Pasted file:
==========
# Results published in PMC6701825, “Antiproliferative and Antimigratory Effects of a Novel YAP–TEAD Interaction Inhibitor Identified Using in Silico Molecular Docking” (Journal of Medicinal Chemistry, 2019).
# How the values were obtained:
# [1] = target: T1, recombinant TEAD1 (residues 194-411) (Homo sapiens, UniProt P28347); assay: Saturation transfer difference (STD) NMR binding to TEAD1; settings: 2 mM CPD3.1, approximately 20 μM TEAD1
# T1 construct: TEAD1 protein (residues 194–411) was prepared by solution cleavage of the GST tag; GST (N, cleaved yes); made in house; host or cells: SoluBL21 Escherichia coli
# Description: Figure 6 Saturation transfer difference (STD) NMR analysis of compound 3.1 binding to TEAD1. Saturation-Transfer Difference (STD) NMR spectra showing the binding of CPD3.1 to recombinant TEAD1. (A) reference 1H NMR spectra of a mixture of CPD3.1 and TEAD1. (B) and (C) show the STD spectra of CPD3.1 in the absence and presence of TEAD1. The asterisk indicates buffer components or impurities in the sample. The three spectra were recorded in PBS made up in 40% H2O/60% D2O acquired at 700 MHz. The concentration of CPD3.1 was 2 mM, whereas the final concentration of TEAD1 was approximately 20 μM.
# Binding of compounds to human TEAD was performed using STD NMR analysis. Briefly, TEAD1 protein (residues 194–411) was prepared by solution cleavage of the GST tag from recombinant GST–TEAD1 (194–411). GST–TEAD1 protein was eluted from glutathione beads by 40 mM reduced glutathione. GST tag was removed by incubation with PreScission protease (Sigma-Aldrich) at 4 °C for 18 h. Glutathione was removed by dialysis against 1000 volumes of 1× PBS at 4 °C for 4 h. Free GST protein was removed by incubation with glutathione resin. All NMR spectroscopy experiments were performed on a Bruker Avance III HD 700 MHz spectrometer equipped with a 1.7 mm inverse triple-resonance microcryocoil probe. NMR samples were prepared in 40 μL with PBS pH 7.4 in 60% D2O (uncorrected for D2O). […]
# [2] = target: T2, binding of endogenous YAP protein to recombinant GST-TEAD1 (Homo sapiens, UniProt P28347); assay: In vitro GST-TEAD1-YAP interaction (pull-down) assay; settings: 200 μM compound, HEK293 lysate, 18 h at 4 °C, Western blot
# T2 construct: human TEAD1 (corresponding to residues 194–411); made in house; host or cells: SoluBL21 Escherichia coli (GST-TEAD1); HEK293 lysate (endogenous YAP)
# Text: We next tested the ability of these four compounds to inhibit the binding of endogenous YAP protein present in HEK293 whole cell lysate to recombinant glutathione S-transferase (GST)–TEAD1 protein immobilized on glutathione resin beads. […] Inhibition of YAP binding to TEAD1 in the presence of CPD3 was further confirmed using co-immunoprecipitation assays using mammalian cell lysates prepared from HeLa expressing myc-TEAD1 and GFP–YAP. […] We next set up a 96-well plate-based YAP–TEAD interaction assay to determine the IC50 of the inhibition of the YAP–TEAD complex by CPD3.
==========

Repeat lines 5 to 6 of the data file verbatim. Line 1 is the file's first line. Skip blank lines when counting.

# Description: Figure 6 Saturation transfer difference (STD) NMR analysis of compound 3.1 binding to TEAD1. Saturation-Transfer Difference (STD) NMR spectra showing the binding of CPD3.1 to recombinant TEAD1. (A) reference 1H NMR spectra of a mixture of CPD3.1 and TEAD1. (B) and (C) show the STD spectra of CPD3.1 in the absence and presence of TEAD1. The asterisk indicates buffer components or impurities in the sample. The three spectra were recorded in PBS made up in 40% H2O/60% D2O acquired at 700 MHz. The concentration of CPD3.1 was 2 mM, whereas the final concentration of TEAD1 was approximately 20 μM.
# Binding of compounds to human TEAD was performed using STD NMR analysis. Briefly, TEAD1 protein (residues 194–411) was prepared by solution cleavage of the GST tag from recombinant GST–TEAD1 (194–411). GST–TEAD1 protein was eluted from glutathione beads by 40 mM reduced glutathione. GST tag was removed by incubation with PreScission protease (Sigma-Aldrich) at 4 °C for 18 h. Glutathione was removed by dialysis against 1000 volumes of 1× PBS at 4 °C for 4 h. Free GST protein was removed by incubation with glutathione resin. All NMR spectroscopy experiments were performed on a Bruker Avance III HD 700 MHz spectrometer equipped with a 1.7 mm inverse triple-resonance microcryocoil probe. NMR samples were prepared in 40 μL with PBS pH 7.4 in 60% D2O (uncorrected for D2O). […]